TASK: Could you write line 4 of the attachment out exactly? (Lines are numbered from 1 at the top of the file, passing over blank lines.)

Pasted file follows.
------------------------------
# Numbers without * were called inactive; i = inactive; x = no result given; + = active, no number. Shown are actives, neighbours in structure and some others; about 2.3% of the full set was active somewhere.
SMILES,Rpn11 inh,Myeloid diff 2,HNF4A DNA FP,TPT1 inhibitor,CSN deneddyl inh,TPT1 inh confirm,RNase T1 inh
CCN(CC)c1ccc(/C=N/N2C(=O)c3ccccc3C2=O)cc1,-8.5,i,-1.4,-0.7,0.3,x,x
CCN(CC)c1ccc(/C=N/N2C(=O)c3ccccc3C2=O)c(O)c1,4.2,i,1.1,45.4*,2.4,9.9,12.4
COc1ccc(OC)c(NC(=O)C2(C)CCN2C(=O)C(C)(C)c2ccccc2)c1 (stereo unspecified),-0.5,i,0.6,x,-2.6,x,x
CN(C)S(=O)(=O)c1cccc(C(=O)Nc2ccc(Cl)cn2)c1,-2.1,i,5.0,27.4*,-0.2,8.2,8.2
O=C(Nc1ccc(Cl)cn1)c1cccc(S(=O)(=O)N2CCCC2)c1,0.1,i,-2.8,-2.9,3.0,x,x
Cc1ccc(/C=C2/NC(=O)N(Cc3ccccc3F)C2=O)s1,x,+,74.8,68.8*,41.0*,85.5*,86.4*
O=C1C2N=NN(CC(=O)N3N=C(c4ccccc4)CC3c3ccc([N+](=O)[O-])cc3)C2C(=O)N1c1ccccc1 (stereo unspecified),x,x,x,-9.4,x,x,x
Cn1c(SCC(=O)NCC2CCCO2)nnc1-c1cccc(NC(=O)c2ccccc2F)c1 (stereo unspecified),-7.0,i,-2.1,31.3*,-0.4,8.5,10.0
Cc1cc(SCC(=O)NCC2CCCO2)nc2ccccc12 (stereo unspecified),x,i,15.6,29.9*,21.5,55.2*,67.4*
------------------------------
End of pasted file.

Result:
CCN(CC)c1ccc(/C=N/N2C(=O)c3ccccc3C2=O)c(O)c1,4.2,i,1.1,45.4*,2.4,9.9,12.4